Like Subway for weenies: Hippie Hot Dog opens on the west side of town

Toria Barnhart

| Chillicothe Gazette

CHILLICOTHE — Just before 1970, Bo McCoy was in the back seat of his mother’s car, listening to funky tunes emitting from the radio as they drove to an area hot dog stand. 50 years later, McCoy still remembers that day — feeling peace and love and the taste of hot dogs.

It’s a positive memory to McCoy. And it’s one that may have been a subconscious factor in his decision to open Hippie Hot Dog, located at 431 Western Avenue, late last month. The new restaurant features a simple, comfort food that customers can customize any way they want. From the shop, McCoy hopes to not only provide nourishment by food but by also providing a place of unity and community.

“Everyone is scared because of COVID-19 and because of the political climate,” he said. “I kept thinking about doing something positive so I came up with peace, love and hotdogs. That’s the entire recipe.”

McCoy, who is originally from southern Georgia, moved to Chillicothe in 2005 looking to start a business. Locally, he opened a vape and CBD shop, and down south he owns a few sushi restaurants.

About a year ago, McCoy was talking to a friend about how he wanted to open an eatery here in Chillicothe. He noticed that the area was saturated with similar styles of cuisine and he craved to do something different. Inspired by the comfort foods of his youth, McCoy developed a playful take on a simple, beloved, American classic.

Hippie Hot Dog is like Subway — except instead of sandwiches, patrons can customize their own weenie.

Before customers even enter the establishment, the nostalgia of the 1960s and 1970s is evident. Outside customers are greeted with a large tie-dye peace sign flag and signs that read “hippies use side door.” Once inside, the walls have been painted an assortment of colors and are decorated with symbols of the era. Roadsigns for Grateful Dead Blvd and Fleetwood Mac Ave are present on the walls along with reminders to “be groovy or be gone.”

For McCoy, it’s a way to recognize a time in American history where the nation was divided but came together through a movement of love and harmony.

Despite the start of the coronavirus in March, McCoy refused to let it postpone his dreams of opening up Hippie Hot Dog. In fact, he believes that remaining home from March to August actually pushed him to go through with the idea in order to create something positive in the community.

“I’ve been called idealistic. Maybe that’s true,” he said. “But I live my life this way. It’s my core belief that we need hope. I know the dream is bigger than reality but we like to dream.”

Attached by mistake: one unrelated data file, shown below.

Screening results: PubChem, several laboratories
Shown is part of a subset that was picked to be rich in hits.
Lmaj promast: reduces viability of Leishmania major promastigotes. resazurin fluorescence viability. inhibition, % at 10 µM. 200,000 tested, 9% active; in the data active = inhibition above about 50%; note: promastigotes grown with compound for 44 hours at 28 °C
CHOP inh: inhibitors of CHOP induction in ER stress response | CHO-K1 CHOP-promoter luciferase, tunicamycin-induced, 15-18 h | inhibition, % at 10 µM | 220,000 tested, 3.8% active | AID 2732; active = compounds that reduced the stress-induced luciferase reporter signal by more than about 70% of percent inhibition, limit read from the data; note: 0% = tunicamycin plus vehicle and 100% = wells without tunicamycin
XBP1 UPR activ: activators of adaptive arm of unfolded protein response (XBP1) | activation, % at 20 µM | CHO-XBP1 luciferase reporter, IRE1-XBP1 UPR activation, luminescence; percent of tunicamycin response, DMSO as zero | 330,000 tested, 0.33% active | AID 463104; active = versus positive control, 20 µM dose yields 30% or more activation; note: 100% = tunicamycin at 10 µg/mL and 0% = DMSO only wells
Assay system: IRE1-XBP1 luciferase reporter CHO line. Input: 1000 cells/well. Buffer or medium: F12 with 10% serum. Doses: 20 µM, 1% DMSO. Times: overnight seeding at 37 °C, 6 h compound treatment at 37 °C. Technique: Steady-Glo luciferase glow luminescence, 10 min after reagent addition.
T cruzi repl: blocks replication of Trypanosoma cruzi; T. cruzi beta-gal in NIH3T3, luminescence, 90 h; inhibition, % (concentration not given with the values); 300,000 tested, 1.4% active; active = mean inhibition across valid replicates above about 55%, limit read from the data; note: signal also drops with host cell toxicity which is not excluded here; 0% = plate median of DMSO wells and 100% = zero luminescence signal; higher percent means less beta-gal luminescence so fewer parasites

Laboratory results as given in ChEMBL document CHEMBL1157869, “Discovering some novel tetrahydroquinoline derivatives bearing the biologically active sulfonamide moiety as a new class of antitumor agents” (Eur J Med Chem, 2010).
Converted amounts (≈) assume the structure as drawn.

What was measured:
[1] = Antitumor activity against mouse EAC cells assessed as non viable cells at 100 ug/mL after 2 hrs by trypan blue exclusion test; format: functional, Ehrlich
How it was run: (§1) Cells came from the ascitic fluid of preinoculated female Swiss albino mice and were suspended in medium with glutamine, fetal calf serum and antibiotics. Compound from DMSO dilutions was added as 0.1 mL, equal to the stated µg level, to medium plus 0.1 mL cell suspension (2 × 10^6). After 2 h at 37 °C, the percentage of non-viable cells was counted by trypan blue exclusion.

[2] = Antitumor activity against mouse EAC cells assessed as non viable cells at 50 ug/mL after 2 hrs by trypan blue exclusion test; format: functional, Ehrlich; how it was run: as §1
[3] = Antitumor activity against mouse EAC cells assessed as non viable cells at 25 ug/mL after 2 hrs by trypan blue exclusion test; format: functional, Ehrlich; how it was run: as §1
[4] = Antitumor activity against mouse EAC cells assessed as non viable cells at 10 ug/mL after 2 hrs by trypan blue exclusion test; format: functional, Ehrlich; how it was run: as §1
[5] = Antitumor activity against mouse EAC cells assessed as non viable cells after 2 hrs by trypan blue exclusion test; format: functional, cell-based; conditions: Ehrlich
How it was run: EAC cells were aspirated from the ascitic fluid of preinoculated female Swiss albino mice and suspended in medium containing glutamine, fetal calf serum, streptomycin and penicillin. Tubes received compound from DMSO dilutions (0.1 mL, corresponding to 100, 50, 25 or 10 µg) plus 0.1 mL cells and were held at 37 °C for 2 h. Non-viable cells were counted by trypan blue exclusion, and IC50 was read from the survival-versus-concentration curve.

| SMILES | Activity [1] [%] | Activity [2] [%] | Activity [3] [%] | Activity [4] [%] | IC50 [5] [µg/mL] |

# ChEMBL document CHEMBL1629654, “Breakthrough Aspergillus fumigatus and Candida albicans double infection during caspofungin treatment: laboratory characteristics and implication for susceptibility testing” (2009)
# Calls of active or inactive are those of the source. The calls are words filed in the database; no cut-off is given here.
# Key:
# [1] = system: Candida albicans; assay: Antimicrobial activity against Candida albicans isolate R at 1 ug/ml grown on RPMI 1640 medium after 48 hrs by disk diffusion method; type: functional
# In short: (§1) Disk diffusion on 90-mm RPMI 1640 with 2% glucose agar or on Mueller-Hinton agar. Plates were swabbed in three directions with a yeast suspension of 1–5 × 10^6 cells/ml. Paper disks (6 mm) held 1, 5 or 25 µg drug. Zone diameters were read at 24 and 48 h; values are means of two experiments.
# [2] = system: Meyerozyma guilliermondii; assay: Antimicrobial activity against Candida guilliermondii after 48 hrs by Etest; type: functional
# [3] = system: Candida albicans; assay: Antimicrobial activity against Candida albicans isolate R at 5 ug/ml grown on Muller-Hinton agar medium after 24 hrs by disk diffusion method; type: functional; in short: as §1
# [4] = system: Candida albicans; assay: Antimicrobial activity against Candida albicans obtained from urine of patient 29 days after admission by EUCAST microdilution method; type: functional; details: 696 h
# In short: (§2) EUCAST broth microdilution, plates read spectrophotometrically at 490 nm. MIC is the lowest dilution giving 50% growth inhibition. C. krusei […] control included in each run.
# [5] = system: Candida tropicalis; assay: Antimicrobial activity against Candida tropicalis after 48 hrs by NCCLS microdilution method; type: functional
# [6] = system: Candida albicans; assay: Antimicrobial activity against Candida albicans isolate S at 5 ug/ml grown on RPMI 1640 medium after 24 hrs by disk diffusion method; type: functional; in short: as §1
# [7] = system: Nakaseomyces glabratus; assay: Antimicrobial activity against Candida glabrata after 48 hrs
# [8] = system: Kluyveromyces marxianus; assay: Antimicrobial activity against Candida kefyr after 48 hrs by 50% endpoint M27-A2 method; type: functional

Continuing the 70’s theme, many menu items are named after notable figures of that time like the Austin Powers jumbo footlong combo. The meal features an all-beef, eight-ounce hot dog that’s served with the customer’s choice of toppings or the Easy Rider which is a 4 oz beef dog with chili, cheese and onion. Customers can also create their own signature items based on the vibe they feel at the time of ordering.

McCoy describes the first day of business as the most amazing and scary day he’s ever lived. When the crew came in, they were ready and excited to work. Yet they learned that over the weekend, two of their prep coolers had shut off causing them to lose all of their produce. Staff members quickly ran to the store to purchase more but the kitchen was already an hour behind.

By opening time at 11 a.m., McCoy expected there to only be a handful of customers. Yet the line was already out the door and into the parking lot. For a brief time, McCoy opted to close the restaurant to allow the staff to regroup. After reopening, they realized they wouldn’t be able to keep up with the demand and ensure quality customer service so they closed early.

Afterward, the team spent time looking at their successes, failures and what they needed to do to prepare for tomorrow. The next day, they were better. Since then, McCoy said the team has consistently improved although they are still perfecting the process. And within two short weeks of business, Hippie Hot Dog has already served 1,000 customers.

In the future, McCoy wants his restaurant to be a place where families, friends and others in the community gather to let go of their worries and enjoy a nice meal together. Once the COVID-19 restrictions are lifted, he hopes the spot will become a cool place to hang out on the west side of town.

To McCoy, Hippie Hot Dog is an embodiment of who he is, how he lives his life and the inspiration he hopes to serve others. He hopes that by bringing hippie back, the community and nation can change for the better. From his establishment, McCoy simply strives to provide an opportunity for others to create lasting memories and find new hope with their friends and family.

“Any time I listen to music from that era it brings me back to that moment in the car,” he said. “Maybe we’re making more positive memories here. I hope one day, 20 years from now, someone will remember having hot dogs here with their family.”

Hippie Hot Dog opens at 11 a.m. Monday through Saturday and noon on Sundays. The restaurant closes at 7 p.m. on Monday through Thursday, at 8 p.m. on Friday and Saturday and 5 p.m. on Sunday. Food can also be ordered online by visiting https://hippyhotdog.com/

Have a story tip or comment? Contact Toria at [email protected] or 740-349-1106. Follow her on Twitter @ToriaBarnhart.

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